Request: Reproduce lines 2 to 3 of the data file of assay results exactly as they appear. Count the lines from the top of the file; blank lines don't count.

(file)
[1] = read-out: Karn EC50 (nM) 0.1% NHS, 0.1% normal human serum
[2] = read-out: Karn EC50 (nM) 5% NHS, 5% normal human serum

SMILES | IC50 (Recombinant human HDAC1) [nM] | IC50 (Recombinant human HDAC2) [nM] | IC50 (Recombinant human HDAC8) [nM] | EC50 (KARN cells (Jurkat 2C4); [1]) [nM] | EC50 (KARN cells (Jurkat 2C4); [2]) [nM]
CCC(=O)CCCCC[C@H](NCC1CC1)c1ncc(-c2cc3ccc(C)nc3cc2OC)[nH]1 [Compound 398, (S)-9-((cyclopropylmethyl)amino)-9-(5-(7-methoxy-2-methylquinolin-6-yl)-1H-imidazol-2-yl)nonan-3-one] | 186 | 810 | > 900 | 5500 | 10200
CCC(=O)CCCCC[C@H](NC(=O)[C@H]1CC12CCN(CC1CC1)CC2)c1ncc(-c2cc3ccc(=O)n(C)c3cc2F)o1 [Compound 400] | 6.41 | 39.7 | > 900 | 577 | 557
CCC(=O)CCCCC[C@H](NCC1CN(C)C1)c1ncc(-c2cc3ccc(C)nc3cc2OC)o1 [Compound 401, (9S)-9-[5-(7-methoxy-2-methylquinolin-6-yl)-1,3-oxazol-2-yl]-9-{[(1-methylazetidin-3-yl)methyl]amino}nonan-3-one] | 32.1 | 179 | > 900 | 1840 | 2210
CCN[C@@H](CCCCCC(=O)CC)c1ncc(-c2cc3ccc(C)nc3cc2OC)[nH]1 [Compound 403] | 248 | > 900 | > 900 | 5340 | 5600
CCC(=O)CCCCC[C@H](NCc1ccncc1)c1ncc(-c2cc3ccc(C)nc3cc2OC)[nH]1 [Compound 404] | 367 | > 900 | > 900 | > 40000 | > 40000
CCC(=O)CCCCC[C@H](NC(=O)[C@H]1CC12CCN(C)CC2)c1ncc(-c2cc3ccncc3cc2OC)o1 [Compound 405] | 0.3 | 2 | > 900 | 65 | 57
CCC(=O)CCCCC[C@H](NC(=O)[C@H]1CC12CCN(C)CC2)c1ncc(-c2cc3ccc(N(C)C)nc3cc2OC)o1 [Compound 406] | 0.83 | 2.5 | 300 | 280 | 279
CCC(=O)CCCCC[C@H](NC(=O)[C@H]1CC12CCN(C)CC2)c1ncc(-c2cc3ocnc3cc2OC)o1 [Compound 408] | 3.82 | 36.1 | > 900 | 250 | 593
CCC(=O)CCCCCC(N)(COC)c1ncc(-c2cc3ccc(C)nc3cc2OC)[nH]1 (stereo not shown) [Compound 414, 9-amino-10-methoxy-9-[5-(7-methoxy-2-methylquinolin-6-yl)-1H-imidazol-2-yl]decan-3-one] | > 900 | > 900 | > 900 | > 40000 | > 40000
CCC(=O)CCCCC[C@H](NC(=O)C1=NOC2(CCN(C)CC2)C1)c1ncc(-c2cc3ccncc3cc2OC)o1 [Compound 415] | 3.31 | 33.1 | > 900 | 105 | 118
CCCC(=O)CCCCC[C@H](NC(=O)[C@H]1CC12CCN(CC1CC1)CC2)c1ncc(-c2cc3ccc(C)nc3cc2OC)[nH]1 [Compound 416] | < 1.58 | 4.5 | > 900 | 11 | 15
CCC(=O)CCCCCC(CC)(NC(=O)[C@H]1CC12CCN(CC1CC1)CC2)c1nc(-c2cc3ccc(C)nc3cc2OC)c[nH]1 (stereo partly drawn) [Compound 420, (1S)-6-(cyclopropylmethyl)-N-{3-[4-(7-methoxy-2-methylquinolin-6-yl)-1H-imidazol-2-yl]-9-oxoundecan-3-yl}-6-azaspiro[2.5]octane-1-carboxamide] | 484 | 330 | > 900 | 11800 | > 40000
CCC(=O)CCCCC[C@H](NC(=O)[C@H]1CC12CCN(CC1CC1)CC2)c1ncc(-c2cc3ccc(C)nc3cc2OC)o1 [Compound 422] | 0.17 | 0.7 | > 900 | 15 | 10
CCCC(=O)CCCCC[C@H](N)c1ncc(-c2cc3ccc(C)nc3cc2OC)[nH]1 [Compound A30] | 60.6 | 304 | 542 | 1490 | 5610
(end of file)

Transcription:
[2] = read-out: Karn EC50 (nM) 5% NHS, 5% normal human serum

SMILES | IC50 (Recombinant human HDAC1) [nM] | IC50 (Recombinant human HDAC2) [nM] | IC50 (Recombinant human HDAC8) [nM] | EC50 (KARN cells (Jurkat 2C4); [1]) [nM] | EC50 (KARN cells (Jurkat 2C4); [2]) [nM]